Biochemistry Question

Question 1:

  1. Maize plants are C4 plants undergoing C4 photosynthesis and carbon dioxide fixation occurs by this pathway. Phosphoenolpyruvate (PEP) carboxylase is used to fix carbon dioxide from the atmosphere for maize plants to avoid photorespiration. In C4 plants, PEP is the primary acceptor of CO2 and after it accepts the CO2 (as CO2 enters into the mesophyll cells of maize leaves), it is converted to a four-carbon compound oxaloacetate (OAA). OAA is the transported to the chloroplast produce malate, and it can also produce aspartate in the cytosol of mesophyll cells. Therefore, after about 1 second of illumination, most of all radioactivity incorporated in leaves is found at C4 of both malate AND oxaloacetate (and aspartate in addition).

  2. As mentioned, the malate produced in the chloroplast of mesophyll cells is then transported from there to chloroplast of bundle sheath cells for conversion to pyruvate. The released 14CO2 then undergoes the Calvin Cycle – as it combines with RuBP (ribulose-1,5-biphosphate) – where the production of 3-phosphoglycerate occurs. This is why after 60 seconds, the 14C radioactivity appears in 3-phosphoglycerate.

Question 2:

  1. The decreased coenzymes NADH and NADPH differ by only one phosphate, but NADH provides catabolism power reduction in the cell, whereas NADPH is used in biosynthetic pathways. Enzymes almost always differentiate between coenzymes, but the functionally dual specificity of glucose 6-phosphate dehydrogenase (G6PD) from Leuconostoc mesenteroides is unusual. The structures of NADP(+)- and NAD(+)-complexed L are in order to elucidate the coenzyme selectivity. Including data at 2.2 and 2.5 A resolution respectively, and compared to unliganded G6PD crystallized in the same space groups, G6PD mesenteroids were determined. Coenzyme binding is also contrasted with that in a mutant ternary complex where Asp177 has been mutated at the active site to asparagine. Among the complexes, there are no gross structural differences. The enzyme interdomain hinge angle has opened up in both binary complexes. NADP(+) binds to the furthest open form; only Arg46 moves from the residues in the coenzyme domain, interacting with 2’-phosphate and adenine. In the binding site, NAD(+) is less well defined; smaller hinge openings are seen, but larger local changes are seen: Arg46 is displaced, Thr14 binds the 3’-hydroxyl and Gln47 bonds the 2’-hydroxyl. The hinge angle has closed in the ternary complex; only the adenine nucleotide is ordered at the binding site. Again, most binding interactions are given by Arg46.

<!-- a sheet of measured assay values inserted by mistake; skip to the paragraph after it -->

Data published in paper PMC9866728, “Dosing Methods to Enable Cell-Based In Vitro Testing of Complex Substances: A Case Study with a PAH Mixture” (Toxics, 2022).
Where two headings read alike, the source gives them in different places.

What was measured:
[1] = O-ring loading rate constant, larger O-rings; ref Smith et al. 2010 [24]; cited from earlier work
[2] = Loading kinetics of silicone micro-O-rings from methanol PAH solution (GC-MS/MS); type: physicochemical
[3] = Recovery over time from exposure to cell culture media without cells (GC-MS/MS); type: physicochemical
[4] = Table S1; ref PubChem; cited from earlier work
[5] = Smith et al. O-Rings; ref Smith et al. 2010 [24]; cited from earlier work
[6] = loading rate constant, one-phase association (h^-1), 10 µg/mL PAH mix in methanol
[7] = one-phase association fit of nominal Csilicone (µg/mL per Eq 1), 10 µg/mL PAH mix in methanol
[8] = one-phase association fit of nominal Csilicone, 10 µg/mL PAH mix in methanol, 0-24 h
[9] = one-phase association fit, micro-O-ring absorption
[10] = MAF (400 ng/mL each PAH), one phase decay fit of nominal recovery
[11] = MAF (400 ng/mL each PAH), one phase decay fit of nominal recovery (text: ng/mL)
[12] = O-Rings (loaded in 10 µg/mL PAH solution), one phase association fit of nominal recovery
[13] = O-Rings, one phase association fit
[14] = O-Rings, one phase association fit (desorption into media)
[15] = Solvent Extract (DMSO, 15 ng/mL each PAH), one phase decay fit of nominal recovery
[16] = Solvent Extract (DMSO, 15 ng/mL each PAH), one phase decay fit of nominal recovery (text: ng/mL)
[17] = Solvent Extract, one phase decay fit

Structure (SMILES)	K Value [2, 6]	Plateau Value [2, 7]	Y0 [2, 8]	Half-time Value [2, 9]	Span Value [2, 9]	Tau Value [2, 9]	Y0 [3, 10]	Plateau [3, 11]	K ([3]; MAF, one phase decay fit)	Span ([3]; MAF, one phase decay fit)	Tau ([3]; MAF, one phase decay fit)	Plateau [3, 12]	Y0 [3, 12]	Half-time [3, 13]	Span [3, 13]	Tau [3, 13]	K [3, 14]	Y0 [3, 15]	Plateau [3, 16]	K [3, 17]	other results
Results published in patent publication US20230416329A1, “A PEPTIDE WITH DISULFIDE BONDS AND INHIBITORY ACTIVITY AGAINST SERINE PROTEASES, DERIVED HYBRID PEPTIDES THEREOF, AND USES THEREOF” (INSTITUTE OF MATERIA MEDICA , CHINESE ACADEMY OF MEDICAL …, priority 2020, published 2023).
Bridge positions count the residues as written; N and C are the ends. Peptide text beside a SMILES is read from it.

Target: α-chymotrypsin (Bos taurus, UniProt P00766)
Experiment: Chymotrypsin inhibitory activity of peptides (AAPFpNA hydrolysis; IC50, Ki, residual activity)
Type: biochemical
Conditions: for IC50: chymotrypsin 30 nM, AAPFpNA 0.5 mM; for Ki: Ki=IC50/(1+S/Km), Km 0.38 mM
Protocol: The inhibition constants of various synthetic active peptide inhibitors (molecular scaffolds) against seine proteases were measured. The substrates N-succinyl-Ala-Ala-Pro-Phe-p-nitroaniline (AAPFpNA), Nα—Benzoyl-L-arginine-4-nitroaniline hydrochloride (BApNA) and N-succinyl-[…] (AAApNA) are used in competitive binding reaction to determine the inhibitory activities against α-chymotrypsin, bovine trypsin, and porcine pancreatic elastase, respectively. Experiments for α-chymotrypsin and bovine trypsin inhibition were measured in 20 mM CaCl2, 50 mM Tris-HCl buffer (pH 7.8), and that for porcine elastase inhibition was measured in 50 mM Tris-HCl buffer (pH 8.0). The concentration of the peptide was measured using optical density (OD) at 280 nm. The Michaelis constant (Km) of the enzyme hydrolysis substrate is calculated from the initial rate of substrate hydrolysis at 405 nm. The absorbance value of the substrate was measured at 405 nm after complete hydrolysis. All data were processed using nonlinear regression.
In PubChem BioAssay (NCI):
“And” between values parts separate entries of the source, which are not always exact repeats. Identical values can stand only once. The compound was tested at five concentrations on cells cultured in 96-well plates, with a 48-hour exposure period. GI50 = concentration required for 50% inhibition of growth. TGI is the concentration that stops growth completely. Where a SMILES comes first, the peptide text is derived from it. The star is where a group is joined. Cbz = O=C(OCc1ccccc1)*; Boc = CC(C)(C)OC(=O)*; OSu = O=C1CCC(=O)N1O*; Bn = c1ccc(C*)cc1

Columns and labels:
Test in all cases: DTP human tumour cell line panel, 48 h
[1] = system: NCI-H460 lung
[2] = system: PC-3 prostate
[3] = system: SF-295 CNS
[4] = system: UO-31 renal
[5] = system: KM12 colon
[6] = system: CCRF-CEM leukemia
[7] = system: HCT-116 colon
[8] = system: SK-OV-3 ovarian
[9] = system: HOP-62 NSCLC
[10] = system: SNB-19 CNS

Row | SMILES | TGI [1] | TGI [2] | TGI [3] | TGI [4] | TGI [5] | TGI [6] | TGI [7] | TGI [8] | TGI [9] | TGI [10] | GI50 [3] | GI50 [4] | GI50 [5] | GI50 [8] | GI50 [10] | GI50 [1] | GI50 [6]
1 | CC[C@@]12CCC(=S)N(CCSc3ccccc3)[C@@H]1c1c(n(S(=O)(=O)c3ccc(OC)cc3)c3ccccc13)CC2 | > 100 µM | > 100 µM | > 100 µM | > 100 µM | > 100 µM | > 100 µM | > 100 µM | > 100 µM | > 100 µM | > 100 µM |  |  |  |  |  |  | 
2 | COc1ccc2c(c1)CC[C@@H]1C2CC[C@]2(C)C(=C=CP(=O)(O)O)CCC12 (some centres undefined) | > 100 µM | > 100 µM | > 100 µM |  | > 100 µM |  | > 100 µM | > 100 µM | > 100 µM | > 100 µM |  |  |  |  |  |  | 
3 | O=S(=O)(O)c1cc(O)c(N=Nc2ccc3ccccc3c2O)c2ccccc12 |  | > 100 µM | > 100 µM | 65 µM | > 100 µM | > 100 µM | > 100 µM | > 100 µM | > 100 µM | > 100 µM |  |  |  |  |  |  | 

2. Major flux of carbon starting with glucose: Cellular respiration (the oxidation of glucose to produce pyruvate in glycolysis), Glycogenesis (formation of glycogen – polysaccharide of glucose)

  3. 1) Gluconeogenesis and glycolysis are not identical pathways running in opposite directions. Although they do share several steps, 7 of the 10 enzymatic reactions of gluconeogenesis are the reverse of glycolytic reactions. These 7 reactions are reversible and so catalyzed by their respective enzyme in both biochemical pathways. The 7 glycolytic reactions have a delta G near zero.

    2) 3 reaction of glycolysis is irreversible because these three reactions are characterized by a large negative free-energy change. In gluconeogenesis, the three irreversible steps are bypassed by a separate set of enzymes, catalyzing reactions that are sufficiently exergonic to be effectively irreversible in the direction of glucose synthesis. Thus, both glycolysis and gluconeogenesis are irreversible processes in cells.



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